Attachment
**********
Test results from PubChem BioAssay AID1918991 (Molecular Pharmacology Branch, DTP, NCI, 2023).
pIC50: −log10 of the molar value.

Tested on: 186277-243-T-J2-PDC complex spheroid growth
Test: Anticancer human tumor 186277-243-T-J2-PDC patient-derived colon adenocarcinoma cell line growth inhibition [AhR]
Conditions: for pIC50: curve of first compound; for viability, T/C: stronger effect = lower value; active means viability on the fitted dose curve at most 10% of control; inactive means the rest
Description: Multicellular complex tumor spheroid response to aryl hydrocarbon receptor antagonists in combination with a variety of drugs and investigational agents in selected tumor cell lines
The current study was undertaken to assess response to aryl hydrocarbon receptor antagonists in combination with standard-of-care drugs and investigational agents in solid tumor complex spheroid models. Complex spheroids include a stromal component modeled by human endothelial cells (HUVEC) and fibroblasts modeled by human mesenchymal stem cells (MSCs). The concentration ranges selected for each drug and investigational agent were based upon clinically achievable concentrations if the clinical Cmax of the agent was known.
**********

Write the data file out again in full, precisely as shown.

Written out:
Test results from PubChem BioAssay AID1918991 (Molecular Pharmacology Branch, DTP, NCI, 2023).
pIC50: −log10 of the molar value.

Tested on: 186277-243-T-J2-PDC complex spheroid growth
Test: Anticancer human tumor 186277-243-T-J2-PDC patient-derived colon adenocarcinoma cell line growth inhibition [AhR]
Conditions: for pIC50: curve of first compound; for viability, T/C: stronger effect = lower value; active means viability on the fitted dose curve at most 10% of control; inactive means the rest
Description: Multicellular complex tumor spheroid response to aryl hydrocarbon receptor antagonists in combination with a variety of drugs and investigational agents in selected tumor cell lines
The current study was undertaken to assess response to aryl hydrocarbon receptor antagonists in combination with standard-of-care drugs and investigational agents in solid tumor complex spheroid models. Complex spheroids include a stromal component modeled by human endothelial cells (HUVEC) and fibroblasts modeled by human mesenchymal stem cells (MSCs). The concentration ranges selected for each drug and investigational agent were based upon clinically achievable concentrations if the clinical Cmax of the agent was known.